Ideas that take off

10th March 1995 at 00:00
Inventions. A Visual History By Richard Platt, Dorling Kindersley Pounds 9.99, 0 7513 5225 X. History and Invention, series.The Chip and How It Changed the World By Dan Locke, 0 7500 1514 4. The Lightbulb and How It Changed the World, By Michael Pollard, 0 7500 1515 2 Simon Schuster, Pounds 8.99 each.

Richard Platt's Inventions is packed with useful snippets of information and a wealth of small pictures. It makes a real attempt at accuracy and balance; this is a book that can be trusted in children's hands.

Inventions does not have the same quirky humour as Incredible Cross Sections; nor is it a connected history to read through. But as a fun book to dip into and for reference, it is highly recommended. The only error I found was the statement that early Colt revolvers had cartridges - in fact, gunpowder was put into each chamber, and then a lead bullet; it was set off by a little percussion cap like a copper thimble.

The Chip and How It Changed the World is an account of the microprocessor and allied topics like mathematics, code-breaking and robotics. It leaves the impression of information which has been researched but not understood. The mathematical sections do not bring out the fact that it is very difficult to calculate in Roman numerals; and it mentions, but does not explain, the importance of zero, or that it originated in India. The section on code-breaking does not mention the British wartime electronic machine Colossus.

More serious are the errors. The Harvard Mark 1 machine was developed in 1943, not 1933 as stated. I would be sorry if children took seriously the statement, "In 1944 an American devised a new rapid process of production called welding". Many forms of welding - forge, gas, even electric - existed long before this. Again, it is simply wrong to say that "In 1938, Germany began making random code machines in Poland" - the German coding typewriter goes back to the early '20s, and in 1938 the Poles were busy cracking its codes, not making the machines for the Germans.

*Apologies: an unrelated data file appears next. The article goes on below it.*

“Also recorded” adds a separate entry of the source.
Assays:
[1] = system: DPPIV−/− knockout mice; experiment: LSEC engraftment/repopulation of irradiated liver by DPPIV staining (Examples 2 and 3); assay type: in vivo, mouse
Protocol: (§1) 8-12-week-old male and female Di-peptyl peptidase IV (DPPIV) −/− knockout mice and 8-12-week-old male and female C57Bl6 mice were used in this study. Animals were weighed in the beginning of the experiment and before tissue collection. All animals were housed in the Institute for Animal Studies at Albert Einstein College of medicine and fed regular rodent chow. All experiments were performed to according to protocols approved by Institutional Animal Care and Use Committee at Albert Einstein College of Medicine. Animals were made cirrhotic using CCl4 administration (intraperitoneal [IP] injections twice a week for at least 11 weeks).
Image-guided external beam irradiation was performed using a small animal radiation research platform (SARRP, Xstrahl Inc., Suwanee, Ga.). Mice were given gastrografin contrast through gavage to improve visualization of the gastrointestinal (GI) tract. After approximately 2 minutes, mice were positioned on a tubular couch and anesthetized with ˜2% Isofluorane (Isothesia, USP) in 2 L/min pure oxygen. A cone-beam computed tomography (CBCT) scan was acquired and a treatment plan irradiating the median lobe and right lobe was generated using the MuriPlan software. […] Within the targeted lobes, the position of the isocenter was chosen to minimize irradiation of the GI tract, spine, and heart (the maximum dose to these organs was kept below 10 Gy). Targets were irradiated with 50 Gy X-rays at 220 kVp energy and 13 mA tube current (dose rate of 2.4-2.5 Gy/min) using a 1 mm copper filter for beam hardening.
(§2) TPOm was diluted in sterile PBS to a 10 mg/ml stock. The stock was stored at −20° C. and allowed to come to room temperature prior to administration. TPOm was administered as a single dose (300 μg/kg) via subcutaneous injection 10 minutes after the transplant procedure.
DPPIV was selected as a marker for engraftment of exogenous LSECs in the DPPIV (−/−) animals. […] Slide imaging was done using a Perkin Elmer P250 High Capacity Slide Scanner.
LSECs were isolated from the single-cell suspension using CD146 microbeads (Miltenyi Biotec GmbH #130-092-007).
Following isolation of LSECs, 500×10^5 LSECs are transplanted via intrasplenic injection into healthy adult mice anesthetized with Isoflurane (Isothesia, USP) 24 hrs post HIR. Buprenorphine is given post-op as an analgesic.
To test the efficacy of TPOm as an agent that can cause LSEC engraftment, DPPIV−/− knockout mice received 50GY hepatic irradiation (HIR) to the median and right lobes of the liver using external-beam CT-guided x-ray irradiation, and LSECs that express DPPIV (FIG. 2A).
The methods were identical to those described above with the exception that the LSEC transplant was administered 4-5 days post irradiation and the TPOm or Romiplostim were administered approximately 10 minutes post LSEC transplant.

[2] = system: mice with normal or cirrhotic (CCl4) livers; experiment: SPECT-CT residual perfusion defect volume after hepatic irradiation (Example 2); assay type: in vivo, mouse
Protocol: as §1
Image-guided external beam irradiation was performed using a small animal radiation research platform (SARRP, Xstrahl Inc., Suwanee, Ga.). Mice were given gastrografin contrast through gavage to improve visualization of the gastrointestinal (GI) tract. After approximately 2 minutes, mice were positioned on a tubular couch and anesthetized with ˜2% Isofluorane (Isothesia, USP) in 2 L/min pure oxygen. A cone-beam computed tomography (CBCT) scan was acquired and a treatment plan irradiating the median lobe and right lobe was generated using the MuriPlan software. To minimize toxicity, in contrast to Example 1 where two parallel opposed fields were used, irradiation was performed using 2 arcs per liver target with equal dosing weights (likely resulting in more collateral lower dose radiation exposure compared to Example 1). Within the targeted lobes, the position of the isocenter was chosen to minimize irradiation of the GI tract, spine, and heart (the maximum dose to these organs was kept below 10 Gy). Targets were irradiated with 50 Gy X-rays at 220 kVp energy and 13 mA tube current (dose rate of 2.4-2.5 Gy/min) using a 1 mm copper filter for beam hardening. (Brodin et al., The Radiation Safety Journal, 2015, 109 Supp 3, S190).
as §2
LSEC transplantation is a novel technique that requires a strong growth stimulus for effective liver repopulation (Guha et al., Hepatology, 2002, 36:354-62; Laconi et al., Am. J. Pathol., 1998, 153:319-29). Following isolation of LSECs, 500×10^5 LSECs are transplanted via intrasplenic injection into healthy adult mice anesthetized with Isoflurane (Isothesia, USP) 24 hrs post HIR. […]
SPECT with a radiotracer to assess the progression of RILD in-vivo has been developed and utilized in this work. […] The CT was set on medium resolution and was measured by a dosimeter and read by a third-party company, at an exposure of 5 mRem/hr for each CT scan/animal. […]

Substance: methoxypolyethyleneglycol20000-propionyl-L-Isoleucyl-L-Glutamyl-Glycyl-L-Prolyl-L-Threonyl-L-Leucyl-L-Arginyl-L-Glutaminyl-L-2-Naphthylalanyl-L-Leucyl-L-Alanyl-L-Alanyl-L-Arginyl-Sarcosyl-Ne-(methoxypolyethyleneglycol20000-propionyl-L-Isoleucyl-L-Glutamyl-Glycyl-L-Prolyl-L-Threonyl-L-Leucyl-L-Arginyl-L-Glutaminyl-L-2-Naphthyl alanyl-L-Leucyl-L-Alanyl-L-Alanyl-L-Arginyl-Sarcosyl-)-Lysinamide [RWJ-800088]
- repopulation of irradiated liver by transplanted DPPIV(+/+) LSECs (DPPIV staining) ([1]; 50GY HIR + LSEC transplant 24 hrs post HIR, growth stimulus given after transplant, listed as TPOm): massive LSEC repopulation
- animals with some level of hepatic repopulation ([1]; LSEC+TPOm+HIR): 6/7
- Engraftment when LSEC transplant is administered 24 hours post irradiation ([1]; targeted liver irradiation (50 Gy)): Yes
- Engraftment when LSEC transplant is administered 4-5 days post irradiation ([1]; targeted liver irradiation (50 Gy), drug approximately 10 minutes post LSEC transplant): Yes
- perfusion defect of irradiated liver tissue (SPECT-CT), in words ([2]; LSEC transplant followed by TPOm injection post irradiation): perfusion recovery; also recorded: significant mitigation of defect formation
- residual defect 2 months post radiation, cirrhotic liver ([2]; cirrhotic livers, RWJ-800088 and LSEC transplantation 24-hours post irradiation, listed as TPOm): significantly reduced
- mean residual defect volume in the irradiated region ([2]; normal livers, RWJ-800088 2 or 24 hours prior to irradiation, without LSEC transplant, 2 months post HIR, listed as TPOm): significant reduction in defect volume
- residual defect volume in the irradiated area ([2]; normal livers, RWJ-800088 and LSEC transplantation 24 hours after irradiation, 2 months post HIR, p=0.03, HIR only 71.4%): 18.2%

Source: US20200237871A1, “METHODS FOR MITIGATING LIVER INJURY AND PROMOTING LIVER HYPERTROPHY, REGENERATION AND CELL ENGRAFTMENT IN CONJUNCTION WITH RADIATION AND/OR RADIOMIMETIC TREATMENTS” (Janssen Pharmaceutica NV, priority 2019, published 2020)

The Lightbulb and How It Changed the World is really a general history of electricity. It would be a clearer book if it gave an idea of what volts and amps are. Early experimenters knew voltage as "electricity of intensity" and measured it by how far they could feel the shock up their arms. The book should also have explained the difference between alternating current (which let transformers step down high voltages for long distance transmission) and DC which didn't - indeed there was a "Battle of the systems" between the two camps. Once again, welding is misrepresented as "only possible with the immense heat that could be generated by electricity". However, as an attempt to link history and technology, the book has some merits.

Books about the history of invention are still at the stage of telling facts. If we want to inspire children, we must find a way to convey the excitement of creative thought. Surely, it would help them to think clearly and creatively if they were given well-told examples of how, for instance, Watt or Faraday broke through problems and uncertainty into a new understanding.

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